I nod. I do have a habit of not eating and drinking enough while hiking, usually because he’s ahead of me somewhere, and I don’t want him to have to wait too long. I began the Appalachian Trail determined to hike at my own pace. I was eager to make friends, but not necessarily a “tramily” I would feel obligated to stay with, and certainly nothing romantic. I was wary of any attachment that would pressure me to hike too fast or too slow. And for weeks I told myself that Etienne and I were both solo hikers. I was always careful to talk about “when I get to Maine” and not “when we get to Maine.” Our miles had coincided since Day 2, but I wouldn’t mind if he decided to leave me behind, because obviously he’s a lot faster. HYOH, you know? I would understand.
Of course, I’m lying to myself, and so even though Etienne has never given me any reason to doubt his patience, I always hurry a little, reluctant to stop for all but the most essential reasons. I wouldn’t say it out loud, but it’s already hard to imagine the AT without him.
Anyway, less than a mile to the border. I eat a granola bar and keep hiking. I’m almost finished with All the Light We Cannot See, but now I switch from audiobooks to music, telling myself I’ll reach the border before four songs have played. The third song is a long one, Jeff Buckley’s Hallelujah, and I reach Virginia before it’s over.
We take pictures with the sign. Virginia! I’ve hiked from Georgia back to my home state. Damascus is only 2.5 miles away now, so I walk fast. My feet are exhausted, my legs and hips and shoulders are all exhausted, but the trail coasts downhill into town, and before I know it, I am there. It’s just after 5pm. We hiked 23 miles in 10.5 hours, nearly an hour and a half faster than I anticipated. We already know our way around town after spending three days here for Trail Days, so we quickly find a restaurant to satisfy our 23-mile appetites. We gorge ourselves on pizza, a whole pizza each.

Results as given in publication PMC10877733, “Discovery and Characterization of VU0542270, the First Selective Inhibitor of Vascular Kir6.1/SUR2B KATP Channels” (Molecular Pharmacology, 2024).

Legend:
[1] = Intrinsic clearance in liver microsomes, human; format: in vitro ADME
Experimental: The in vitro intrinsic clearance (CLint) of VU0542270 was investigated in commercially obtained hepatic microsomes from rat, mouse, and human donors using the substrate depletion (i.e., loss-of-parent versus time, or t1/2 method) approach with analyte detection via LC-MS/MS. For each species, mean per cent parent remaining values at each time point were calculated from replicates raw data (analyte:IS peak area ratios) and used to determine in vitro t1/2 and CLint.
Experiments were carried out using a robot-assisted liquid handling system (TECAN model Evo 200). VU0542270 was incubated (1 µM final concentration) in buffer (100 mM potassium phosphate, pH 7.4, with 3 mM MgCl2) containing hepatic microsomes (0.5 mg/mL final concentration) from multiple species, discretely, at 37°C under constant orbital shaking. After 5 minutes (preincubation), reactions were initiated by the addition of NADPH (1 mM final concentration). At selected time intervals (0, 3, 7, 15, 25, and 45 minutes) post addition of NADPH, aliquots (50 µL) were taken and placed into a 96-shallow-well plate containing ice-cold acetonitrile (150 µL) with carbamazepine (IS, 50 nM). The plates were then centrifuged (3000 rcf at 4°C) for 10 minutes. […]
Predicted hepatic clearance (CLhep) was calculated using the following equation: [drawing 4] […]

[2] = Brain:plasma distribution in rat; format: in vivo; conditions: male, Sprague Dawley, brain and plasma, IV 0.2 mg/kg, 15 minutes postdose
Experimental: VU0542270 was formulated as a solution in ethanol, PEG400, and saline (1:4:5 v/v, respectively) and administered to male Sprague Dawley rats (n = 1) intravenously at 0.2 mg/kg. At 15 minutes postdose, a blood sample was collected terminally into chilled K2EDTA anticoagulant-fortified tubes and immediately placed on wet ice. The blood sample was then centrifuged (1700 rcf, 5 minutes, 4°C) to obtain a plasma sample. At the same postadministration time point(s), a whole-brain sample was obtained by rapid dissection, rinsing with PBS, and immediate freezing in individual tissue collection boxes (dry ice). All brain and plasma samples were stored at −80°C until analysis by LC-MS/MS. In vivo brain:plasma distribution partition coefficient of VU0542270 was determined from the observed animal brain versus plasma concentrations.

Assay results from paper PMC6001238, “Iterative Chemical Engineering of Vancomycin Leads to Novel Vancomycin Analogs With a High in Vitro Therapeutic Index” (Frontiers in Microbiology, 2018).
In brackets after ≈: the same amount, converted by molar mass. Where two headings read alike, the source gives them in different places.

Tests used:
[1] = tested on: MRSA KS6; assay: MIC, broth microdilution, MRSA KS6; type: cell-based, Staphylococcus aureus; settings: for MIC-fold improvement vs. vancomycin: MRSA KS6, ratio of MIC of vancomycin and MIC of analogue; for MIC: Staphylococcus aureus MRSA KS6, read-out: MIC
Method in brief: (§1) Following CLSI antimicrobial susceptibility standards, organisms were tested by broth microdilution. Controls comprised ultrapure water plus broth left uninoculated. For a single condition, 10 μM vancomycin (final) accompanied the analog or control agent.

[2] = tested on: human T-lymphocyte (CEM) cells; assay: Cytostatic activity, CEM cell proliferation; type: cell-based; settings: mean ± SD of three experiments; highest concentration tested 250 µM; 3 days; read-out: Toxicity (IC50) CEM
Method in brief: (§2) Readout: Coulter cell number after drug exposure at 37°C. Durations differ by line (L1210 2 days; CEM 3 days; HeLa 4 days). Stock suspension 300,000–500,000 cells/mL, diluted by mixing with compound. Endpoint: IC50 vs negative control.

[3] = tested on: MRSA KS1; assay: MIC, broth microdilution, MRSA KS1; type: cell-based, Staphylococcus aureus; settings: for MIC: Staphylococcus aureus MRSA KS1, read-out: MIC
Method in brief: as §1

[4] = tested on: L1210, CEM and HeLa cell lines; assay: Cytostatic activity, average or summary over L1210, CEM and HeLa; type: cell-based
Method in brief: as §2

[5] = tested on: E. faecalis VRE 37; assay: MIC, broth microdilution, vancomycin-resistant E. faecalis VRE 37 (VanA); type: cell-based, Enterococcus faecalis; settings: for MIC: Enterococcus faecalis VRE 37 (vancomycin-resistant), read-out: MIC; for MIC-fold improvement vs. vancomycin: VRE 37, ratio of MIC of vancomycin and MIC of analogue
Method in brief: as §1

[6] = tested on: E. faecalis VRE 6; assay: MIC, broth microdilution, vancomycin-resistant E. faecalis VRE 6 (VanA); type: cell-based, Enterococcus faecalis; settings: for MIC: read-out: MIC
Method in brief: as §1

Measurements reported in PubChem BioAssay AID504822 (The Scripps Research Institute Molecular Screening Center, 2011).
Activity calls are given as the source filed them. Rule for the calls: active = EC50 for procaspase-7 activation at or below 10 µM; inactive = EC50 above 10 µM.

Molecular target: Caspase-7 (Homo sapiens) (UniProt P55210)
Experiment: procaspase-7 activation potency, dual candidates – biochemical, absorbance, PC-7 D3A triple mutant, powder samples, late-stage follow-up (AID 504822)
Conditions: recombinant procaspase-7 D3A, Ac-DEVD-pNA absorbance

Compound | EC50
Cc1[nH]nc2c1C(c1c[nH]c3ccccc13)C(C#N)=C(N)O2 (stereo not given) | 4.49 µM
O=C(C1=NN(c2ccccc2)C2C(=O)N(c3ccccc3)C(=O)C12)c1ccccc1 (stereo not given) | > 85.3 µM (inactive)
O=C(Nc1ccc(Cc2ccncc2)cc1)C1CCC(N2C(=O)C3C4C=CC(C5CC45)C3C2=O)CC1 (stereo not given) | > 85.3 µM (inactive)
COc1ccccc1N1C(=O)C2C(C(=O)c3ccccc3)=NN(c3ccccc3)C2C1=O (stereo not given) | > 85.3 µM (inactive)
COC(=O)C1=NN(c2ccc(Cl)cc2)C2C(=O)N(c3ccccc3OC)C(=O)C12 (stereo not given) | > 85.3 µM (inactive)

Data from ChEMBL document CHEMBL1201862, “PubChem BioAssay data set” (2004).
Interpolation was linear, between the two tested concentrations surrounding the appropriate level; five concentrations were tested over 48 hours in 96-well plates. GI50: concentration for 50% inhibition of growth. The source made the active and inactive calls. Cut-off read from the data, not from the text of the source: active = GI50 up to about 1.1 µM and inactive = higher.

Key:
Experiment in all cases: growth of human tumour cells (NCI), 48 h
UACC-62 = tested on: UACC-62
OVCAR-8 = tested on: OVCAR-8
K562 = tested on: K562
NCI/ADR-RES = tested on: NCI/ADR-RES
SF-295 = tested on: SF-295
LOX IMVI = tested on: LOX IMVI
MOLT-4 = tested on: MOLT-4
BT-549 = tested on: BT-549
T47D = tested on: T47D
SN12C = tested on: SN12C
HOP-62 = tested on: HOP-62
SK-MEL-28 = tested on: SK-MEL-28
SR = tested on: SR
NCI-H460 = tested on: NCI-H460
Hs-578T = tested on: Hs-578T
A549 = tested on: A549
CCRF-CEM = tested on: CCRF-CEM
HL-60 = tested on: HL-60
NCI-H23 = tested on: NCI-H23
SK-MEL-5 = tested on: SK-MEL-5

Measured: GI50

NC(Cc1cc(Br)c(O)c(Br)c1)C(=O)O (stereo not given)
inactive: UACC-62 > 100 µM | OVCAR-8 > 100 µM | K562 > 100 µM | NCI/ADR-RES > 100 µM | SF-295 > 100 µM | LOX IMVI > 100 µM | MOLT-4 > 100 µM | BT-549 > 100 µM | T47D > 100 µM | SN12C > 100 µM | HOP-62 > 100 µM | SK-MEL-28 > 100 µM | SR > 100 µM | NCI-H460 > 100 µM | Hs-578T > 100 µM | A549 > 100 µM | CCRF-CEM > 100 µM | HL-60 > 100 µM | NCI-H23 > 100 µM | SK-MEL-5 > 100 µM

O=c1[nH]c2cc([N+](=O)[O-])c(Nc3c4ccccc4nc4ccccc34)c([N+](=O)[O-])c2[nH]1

Then we meet Shasta, a good friend of my sister-in-law Emma. Even though I’ve never met Shasta, when Emma mentioned that I was hiking the AT, Shasta offered to host me when I passed through her hometown of Damascus. Shasta is friendly and blonde and very country. She drives us a few miles out of town to the house where she lives with her boyfriend Adam, who is even more country still. They are both incredibly kind and welcoming, and they tell us about renovating the 1820 cabin that makes up a part of this cool house. The cabin actually sits inside the new house. One thick log wall is an exterior wall, with windows looking out onto the dairy farm. The opposite original wall is now an interior wall, separating the kitchen from the dining room. Antique farming equipment decorates the living room, mostly found here on this property.
We chat with Shasta and Adam about the house, the trail, and about Emma and my brother Derek, but then they have to leave for a family party. That’s fine with me, because after 23 miles and an entire pizza, 8pm feels way past my bedtime. After a welcome shower, I collapse and fall instantly asleep.